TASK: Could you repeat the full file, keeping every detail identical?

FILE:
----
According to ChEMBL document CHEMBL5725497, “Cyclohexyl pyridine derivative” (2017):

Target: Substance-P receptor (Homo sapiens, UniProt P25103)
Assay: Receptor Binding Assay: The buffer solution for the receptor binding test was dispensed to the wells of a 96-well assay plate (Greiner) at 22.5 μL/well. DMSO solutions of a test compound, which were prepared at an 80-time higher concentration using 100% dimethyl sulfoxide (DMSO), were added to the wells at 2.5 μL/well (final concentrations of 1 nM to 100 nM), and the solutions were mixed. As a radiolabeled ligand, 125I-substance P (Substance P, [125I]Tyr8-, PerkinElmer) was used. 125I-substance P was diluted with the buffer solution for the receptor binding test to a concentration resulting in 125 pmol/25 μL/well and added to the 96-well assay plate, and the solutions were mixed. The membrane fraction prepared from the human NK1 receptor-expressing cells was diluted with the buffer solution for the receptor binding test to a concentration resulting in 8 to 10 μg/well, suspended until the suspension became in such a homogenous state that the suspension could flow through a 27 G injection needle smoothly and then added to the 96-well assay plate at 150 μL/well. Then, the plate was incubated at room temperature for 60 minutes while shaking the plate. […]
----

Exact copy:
According to ChEMBL document CHEMBL5725497, “Cyclohexyl pyridine derivative” (2017):

Target: Substance-P receptor (Homo sapiens, UniProt P25103)
Assay: Receptor Binding Assay: The buffer solution for the receptor binding test was dispensed to the wells of a 96-well assay plate (Greiner) at 22.5 μL/well. DMSO solutions of a test compound, which were prepared at an 80-time higher concentration using 100% dimethyl sulfoxide (DMSO), were added to the wells at 2.5 μL/well (final concentrations of 1 nM to 100 nM), and the solutions were mixed. As a radiolabeled ligand, 125I-substance P (Substance P, [125I]Tyr8-, PerkinElmer) was used. 125I-substance P was diluted with the buffer solution for the receptor binding test to a concentration resulting in 125 pmol/25 μL/well and added to the 96-well assay plate, and the solutions were mixed. The membrane fraction prepared from the human NK1 receptor-expressing cells was diluted with the buffer solution for the receptor binding test to a concentration resulting in 8 to 10 μg/well, suspended until the suspension became in such a homogenous state that the suspension could flow through a 27 G injection needle smoothly and then added to the 96-well assay plate at 150 μL/well. Then, the plate was incubated at room temperature for 60 minutes while shaking the plate. […]